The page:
2:20 pm EST, December 16, 2018

Update: Freeform issues apology to ‘Shadowhunters’ fandom

Freeform takes a huge misstep calling out Shadowhunters fans during 25 Days of Christmas popup screening.

Update (December 16, 4:05 p.m.): Freeform has issued an apology on their official Twitter account citing the pop-up during Toy Story as a “mistake.”

While the network as acknowledged its mistake, the question still lingers — How did this happen in the first place?

Original (December 16): Shadowhunters fans have been through the wringer in 2018. After the show’s untimely cancellation following the season 3A finale, Freeform has been rather quiet surrounding the show. In adverts for their online streaming options, Shadowhunters was noticeably absent. For a show that has a fan base that has grown exponentially since the series’ premiere, it was an odd feeling to have the network seemingly erase the series from its narrative almost overnight.

However, the official network-associated Twitter account saw an uptick in action around the end of summer and now, for the month of December, as it “promotes” 3B with some behind-the-scenes footage for 25 Days of Shadowhunters.

One of the series’ regulars, Isaiah Mustafa, is serving as the MC of the network’s legacy 25 Days of Christmas program as Freeform Santa. So why, in the midst of the program, would the network choose to air the following:

Needless to say, fans are furious.

Earlier in the summer, the official word of the future of the series was issued by Constantin Film, a production company responsible for bringing the show to life, and seemed to end discussion of the series carrying forward.

We’re so grateful to have gone on this journey with you. Regrettably for all involved, Shadowhunters must come to an end. While we are trying to figure out new ways and new incarnations in which to bring the Shadow World to fans worldwide, we are sad to say that after many efforts by all parties involved, it’s not possible for this version of Shadowhunters to continue.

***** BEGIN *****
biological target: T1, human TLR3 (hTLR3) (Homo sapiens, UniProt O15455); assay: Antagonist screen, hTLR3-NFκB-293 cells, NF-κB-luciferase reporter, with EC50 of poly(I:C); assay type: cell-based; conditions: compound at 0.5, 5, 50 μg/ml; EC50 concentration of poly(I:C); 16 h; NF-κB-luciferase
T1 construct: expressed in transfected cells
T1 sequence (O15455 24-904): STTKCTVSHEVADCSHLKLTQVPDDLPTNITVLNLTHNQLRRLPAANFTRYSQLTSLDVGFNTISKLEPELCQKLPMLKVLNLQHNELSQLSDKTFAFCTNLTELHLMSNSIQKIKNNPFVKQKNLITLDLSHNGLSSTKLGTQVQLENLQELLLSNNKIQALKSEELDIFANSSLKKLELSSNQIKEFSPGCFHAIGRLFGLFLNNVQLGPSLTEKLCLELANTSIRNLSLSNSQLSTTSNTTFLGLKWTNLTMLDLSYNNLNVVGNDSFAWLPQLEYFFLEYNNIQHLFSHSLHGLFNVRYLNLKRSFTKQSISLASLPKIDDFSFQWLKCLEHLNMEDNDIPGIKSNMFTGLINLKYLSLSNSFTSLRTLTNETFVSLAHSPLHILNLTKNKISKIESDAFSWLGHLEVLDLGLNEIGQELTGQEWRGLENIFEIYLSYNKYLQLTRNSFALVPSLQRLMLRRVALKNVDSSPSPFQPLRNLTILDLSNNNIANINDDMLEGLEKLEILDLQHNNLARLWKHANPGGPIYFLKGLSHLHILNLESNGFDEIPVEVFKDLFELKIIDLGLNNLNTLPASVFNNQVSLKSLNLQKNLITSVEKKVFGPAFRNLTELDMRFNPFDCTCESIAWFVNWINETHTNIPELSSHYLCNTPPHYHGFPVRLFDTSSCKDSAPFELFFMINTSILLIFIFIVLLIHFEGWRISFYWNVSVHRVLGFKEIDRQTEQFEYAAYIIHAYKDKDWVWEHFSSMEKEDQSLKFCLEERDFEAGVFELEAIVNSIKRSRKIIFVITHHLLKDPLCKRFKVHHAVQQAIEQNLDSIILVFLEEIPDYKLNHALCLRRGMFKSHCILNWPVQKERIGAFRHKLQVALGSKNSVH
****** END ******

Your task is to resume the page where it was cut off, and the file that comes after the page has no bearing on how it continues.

But fans remained optimistic that the future of the series was not over yet. They made their voices heard by not only earning a write-in nomination for Harry Shum Jr., but also voting for the series to bring home four People’s Choice Awards. This is in addition to plane banners, billboards, and thousands upon thousands of dollars raised for charity. How was any of this possible? Largely by passion, but also with the aid of Twitter.

This wasn’t a slip-up of someone being logged into an account and accidentally hitting send on a draft tweet. This isn’t an intern who hates the series. This was a conscious effort by someone employed by Freeform to poke fun at a passionate fanbase for fighting for a show that meant something to them. And it’s not three or four people. It’s thousands of fans all over the world who are connected by the stories that are told on the network each and every week.

The network needs to reconcile what their messaging is going to be across their platforms. The series still has an entire back half of a season to air on the network. And the message that Freeform is sending ahead of the premiere is, “We know you need to come here to get what you need, but we’re going to make it as difficult as possible for you to do so.”

This is not a good look, Freeform.

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